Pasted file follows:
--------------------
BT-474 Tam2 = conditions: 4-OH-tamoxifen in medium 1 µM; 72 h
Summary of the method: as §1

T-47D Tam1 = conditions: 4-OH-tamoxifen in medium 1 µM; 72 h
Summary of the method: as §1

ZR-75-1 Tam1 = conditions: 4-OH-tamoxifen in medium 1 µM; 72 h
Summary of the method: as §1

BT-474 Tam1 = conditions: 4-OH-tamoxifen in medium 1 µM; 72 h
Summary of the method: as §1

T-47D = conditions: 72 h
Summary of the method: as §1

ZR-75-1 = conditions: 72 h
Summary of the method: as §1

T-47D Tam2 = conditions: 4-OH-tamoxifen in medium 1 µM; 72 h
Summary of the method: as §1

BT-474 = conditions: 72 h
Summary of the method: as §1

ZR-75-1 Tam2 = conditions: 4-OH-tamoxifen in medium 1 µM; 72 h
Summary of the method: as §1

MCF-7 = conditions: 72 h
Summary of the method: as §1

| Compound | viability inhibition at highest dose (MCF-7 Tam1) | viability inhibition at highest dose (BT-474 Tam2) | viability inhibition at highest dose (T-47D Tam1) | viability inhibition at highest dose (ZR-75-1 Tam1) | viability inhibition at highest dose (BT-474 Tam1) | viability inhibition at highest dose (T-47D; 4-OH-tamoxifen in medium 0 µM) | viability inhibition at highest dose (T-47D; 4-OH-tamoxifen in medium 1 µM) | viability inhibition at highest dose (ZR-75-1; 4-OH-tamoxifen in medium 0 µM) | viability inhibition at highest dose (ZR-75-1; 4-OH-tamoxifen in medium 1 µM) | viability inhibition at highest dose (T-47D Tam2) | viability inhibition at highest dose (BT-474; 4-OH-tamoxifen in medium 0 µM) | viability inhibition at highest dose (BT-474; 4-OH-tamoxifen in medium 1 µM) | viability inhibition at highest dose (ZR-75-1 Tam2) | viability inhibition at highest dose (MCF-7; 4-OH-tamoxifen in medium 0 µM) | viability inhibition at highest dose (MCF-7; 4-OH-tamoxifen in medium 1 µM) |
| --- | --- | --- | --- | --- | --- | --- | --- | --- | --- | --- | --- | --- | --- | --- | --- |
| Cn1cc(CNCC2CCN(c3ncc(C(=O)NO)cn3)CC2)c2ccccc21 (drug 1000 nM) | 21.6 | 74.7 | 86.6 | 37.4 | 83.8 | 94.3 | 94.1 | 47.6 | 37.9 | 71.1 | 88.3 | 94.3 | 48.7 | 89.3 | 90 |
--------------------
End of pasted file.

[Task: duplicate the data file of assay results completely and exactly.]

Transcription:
BT-474 Tam2 = conditions: 4-OH-tamoxifen in medium 1 µM; 72 h
Summary of the method: as §1

T-47D Tam1 = conditions: 4-OH-tamoxifen in medium 1 µM; 72 h
Summary of the method: as §1

ZR-75-1 Tam1 = conditions: 4-OH-tamoxifen in medium 1 µM; 72 h
Summary of the method: as §1

BT-474 Tam1 = conditions: 4-OH-tamoxifen in medium 1 µM; 72 h
Summary of the method: as §1

T-47D = conditions: 72 h
Summary of the method: as §1

ZR-75-1 = conditions: 72 h
Summary of the method: as §1

T-47D Tam2 = conditions: 4-OH-tamoxifen in medium 1 µM; 72 h
Summary of the method: as §1

BT-474 = conditions: 72 h
Summary of the method: as §1

ZR-75-1 Tam2 = conditions: 4-OH-tamoxifen in medium 1 µM; 72 h
Summary of the method: as §1

MCF-7 = conditions: 72 h
Summary of the method: as §1

| Compound | viability inhibition at highest dose (MCF-7 Tam1) | viability inhibition at highest dose (BT-474 Tam2) | viability inhibition at highest dose (T-47D Tam1) | viability inhibition at highest dose (ZR-75-1 Tam1) | viability inhibition at highest dose (BT-474 Tam1) | viability inhibition at highest dose (T-47D; 4-OH-tamoxifen in medium 0 µM) | viability inhibition at highest dose (T-47D; 4-OH-tamoxifen in medium 1 µM) | viability inhibition at highest dose (ZR-75-1; 4-OH-tamoxifen in medium 0 µM) | viability inhibition at highest dose (ZR-75-1; 4-OH-tamoxifen in medium 1 µM) | viability inhibition at highest dose (T-47D Tam2) | viability inhibition at highest dose (BT-474; 4-OH-tamoxifen in medium 0 µM) | viability inhibition at highest dose (BT-474; 4-OH-tamoxifen in medium 1 µM) | viability inhibition at highest dose (ZR-75-1 Tam2) | viability inhibition at highest dose (MCF-7; 4-OH-tamoxifen in medium 0 µM) | viability inhibition at highest dose (MCF-7; 4-OH-tamoxifen in medium 1 µM) |
| --- | --- | --- | --- | --- | --- | --- | --- | --- | --- | --- | --- | --- | --- | --- | --- |
| Cn1cc(CNCC2CCN(c3ncc(C(=O)NO)cn3)CC2)c2ccccc21 (drug 1000 nM) | 21.6 | 74.7 | 86.6 | 37.4 | 83.8 | 94.3 | 94.1 | 47.6 | 37.9 | 71.1 | 88.3 | 94.3 | 48.7 | 89.3 | 90 |